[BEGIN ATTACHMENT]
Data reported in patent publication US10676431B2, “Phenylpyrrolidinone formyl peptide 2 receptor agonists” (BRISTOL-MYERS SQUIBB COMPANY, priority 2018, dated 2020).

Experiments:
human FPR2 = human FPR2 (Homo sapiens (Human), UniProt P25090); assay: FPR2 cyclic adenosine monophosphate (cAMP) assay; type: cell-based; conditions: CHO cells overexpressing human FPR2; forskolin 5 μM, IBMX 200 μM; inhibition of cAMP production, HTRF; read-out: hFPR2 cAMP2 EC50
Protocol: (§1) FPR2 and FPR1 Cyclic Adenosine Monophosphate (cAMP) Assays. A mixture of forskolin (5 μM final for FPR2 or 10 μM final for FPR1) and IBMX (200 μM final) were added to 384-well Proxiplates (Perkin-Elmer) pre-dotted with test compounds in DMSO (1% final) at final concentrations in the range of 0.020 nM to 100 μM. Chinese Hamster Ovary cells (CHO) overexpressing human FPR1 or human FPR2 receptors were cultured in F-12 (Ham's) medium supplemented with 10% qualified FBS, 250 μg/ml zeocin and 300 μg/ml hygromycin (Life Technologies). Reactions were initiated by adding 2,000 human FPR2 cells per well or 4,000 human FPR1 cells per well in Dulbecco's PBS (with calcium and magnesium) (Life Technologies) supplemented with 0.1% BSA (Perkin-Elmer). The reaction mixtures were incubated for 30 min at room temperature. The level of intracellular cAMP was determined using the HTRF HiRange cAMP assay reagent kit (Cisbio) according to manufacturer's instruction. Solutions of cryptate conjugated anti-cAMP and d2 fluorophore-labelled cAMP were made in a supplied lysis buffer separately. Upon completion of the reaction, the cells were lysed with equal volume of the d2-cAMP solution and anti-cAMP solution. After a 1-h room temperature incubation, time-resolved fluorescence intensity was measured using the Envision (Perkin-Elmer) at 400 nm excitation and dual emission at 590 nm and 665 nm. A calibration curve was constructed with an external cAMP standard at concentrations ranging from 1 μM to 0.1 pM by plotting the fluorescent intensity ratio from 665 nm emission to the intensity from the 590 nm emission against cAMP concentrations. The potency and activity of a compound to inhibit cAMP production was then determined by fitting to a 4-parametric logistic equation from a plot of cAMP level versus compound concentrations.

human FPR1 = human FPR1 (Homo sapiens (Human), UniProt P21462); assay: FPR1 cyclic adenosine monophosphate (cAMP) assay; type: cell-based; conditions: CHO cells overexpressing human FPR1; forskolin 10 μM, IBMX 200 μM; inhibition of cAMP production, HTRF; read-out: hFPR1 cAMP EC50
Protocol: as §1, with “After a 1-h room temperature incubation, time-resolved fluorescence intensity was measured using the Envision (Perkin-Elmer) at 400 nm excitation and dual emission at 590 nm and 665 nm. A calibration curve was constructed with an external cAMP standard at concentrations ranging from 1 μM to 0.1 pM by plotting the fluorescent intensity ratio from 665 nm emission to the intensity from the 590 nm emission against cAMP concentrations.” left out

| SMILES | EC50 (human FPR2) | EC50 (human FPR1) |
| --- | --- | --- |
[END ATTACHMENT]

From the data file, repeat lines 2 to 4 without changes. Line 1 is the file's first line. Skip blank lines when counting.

Experiments:
human FPR2 = human FPR2 (Homo sapiens (Human), UniProt P25090); assay: FPR2 cyclic adenosine monophosphate (cAMP) assay; type: cell-based; conditions: CHO cells overexpressing human FPR2; forskolin 5 μM, IBMX 200 μM; inhibition of cAMP production, HTRF; read-out: hFPR2 cAMP2 EC50
Protocol: (§1) FPR2 and FPR1 Cyclic Adenosine Monophosphate (cAMP) Assays. A mixture of forskolin (5 μM final for FPR2 or 10 μM final for FPR1) and IBMX (200 μM final) were added to 384-well Proxiplates (Perkin-Elmer) pre-dotted with test compounds in DMSO (1% final) at final concentrations in the range of 0.020 nM to 100 μM. Chinese Hamster Ovary cells (CHO) overexpressing human FPR1 or human FPR2 receptors were cultured in F-12 (Ham's) medium supplemented with 10% qualified FBS, 250 μg/ml zeocin and 300 μg/ml hygromycin (Life Technologies). Reactions were initiated by adding 2,000 human FPR2 cells per well or 4,000 human FPR1 cells per well in Dulbecco's PBS (with calcium and magnesium) (Life Technologies) supplemented with 0.1% BSA (Perkin-Elmer). The reaction mixtures were incubated for 30 min at room temperature. The level of intracellular cAMP was determined using the HTRF HiRange cAMP assay reagent kit (Cisbio) according to manufacturer's instruction. Solutions of cryptate conjugated anti-cAMP and d2 fluorophore-labelled cAMP were made in a supplied lysis buffer separately. Upon completion of the reaction, the cells were lysed with equal volume of the d2-cAMP solution and anti-cAMP solution. After a 1-h room temperature incubation, time-resolved fluorescence intensity was measured using the Envision (Perkin-Elmer) at 400 nm excitation and dual emission at 590 nm and 665 nm. A calibration curve was constructed with an external cAMP standard at concentrations ranging from 1 μM to 0.1 pM by plotting the fluorescent intensity ratio from 665 nm emission to the intensity from the 590 nm emission against cAMP concentrations. The potency and activity of a compound to inhibit cAMP production was then determined by fitting to a 4-parametric logistic equation from a plot of cAMP level versus compound concentrations.